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MOORE ON MAUMELLE | Is it time to get serious about fireworks?

I have been fairly vocal about banning fireworks in Maumelle. So far, the city has only taken symbolic steps to curb the use of fireworks. I think there is state law governing the

size of the bigger explosives that can be fired, but I can’t find it anywhere. The city of Maumelle limits the time period from 4:30 p.m. to 10: 30 p.m. on July 4 only.

Now there will be a resolution introduced to double the fines if one violates the “time period.” It will be interesting to track how many tickets are written in the city for blowing up stuff up at the wrong time.

Last year we had a serious injury and recently an apartment fire because of fireworks. It’s just a matter of time before a house fire happens. None of the communities around us allow fireworks and our city sponsors a great fireworks show July 4.

I’m not sure who or what we are afraid of. The fireworks stand operator lobby? C’mon’, Council, have some guts and ban explosives in Maumelle. We don’t allow their sale in Maumelle. Why would we allow their detonation?

We mandate that people wear seat belts, stop at stoplights, maintain a certain speed and not shoot their neighbors even if they make you mad.

According to the National Fire Protection Association:

• In 2011, fireworks caused an estimated 17,800 reported fires, including 1,200 total structure fires, 400 vehicle fires, and 16,300 outside and other fires. These fires resulted in an estimated eight reported deaths, 40 injuries and $32 million in direct property damage.

• In 2012, U.S. hospital emergency rooms treated an estimated 8,700 people for fireworks-related injuries; 55 percent of 2012 emergency room fireworks-related injuries were to the extremities and 31 percent were to the head.

• The risk of fireworks injury was highest for young people age 15-24, followed by children under 10.

• On Independence Day in a typical year, far more U.S. fires are reported than on any other day, and fireworks account for two out of five of those fires, more than any other cause of fires.

I know the dogs that hide under beds and chairs all day on the Fourth will thank you and so will the homeowners who won’t have spark-spewing missiles flying over and into their houses.

Is Alderman Lewis a glutton for punishment?

Alderman Preston Lewis took to social media to officially oppose the indoor aquatic center. He clearly stated his opposition to the proposed center and the sales tax that would have to accompany it. If you’d like to read Alderman Lewis’ official position and the string of comments and criticisms that follow, go to Facebook and search “Preston Lewis for Maumelle.” To his credit, he responds to every question and criticism — and there are a bunch of them.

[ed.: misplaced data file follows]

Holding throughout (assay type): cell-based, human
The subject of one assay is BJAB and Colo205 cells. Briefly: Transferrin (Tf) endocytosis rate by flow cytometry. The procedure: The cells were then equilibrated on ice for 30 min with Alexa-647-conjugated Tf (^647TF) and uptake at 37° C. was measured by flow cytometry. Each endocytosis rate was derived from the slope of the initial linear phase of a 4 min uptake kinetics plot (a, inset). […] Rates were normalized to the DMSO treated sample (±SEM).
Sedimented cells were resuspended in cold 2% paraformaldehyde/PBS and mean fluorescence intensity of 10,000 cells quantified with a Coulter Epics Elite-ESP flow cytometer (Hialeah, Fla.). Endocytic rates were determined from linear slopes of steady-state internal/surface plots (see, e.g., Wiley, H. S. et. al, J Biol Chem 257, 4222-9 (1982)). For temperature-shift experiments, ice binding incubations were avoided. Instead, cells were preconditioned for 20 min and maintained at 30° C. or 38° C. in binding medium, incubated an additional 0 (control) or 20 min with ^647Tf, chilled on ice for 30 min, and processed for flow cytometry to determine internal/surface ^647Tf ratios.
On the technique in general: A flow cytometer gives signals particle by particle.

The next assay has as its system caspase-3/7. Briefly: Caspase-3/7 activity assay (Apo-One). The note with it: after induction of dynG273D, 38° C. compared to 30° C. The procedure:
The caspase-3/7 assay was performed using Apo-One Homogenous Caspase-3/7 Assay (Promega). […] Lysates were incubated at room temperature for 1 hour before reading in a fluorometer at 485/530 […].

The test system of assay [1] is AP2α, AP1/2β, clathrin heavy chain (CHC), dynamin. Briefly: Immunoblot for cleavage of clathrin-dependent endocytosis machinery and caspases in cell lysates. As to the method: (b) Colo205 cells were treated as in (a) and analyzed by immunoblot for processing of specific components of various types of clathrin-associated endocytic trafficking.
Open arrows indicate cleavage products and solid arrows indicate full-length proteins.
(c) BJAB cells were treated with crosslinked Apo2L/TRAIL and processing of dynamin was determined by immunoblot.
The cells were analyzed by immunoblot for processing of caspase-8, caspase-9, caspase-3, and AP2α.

One reader told me it was time for me to move on and quit talking about the aquatic center. I agree. I am done with it, unless the Council puts it on the November ballot against the wishes of the people.

Is “high grass” legal?

I’ve have had several people write me about this and I know the mayor is aware of it. The grounds surrounding the Walgreen’s and Kroger seem to go un-mowed and are posing a traffic hazard due to visibility issues. It would seem that the owners would be easy to identify and the city could begin leveling fines for their failure to take care of this eyesore. I’ll check with the mayor’s office and report back next week.

Overheard at the coffee shop

A fellow patron at Morningside Bagels shared a story about his experience with Maumelle’s “ticket writer.” He’s the busy fellow who will put a green warning sticker on your trash can if you leave it out one day too many. He is the same guy who will ticket you if you decide to leave your ’84 Ford-150 truck on blocks outside your home for too long.

Seems the “ticket writer” is a bit overzealous, according to this patron. The complainant says every time he brings his boat into his driveway to work on it, the ticket writer is sure to be there and give him a sticker. One time the ticket writer even put the sticker on the wood finish of his boat when he could have put it on the boat trailer. The patron said that he even sent an e-mail to the ticket writer and told him it was going to be in his driveway. The ticket writer told him he forgot that he had told him.

Seems the ticket writer needs something to do. Maybe he could track down the owner of the overgrown lot.

See you on the Boulevard.

Neal Moore is COE (Chief of Everything) at Neal Moore Creative, a PR, advertising and marketing consultancy. If you have a community concern or if you’re just irritated about something contact him at neal.moore@sbcglobal.net. Follow him on Facebook, Linkedin or Twitter, @kneelmore.

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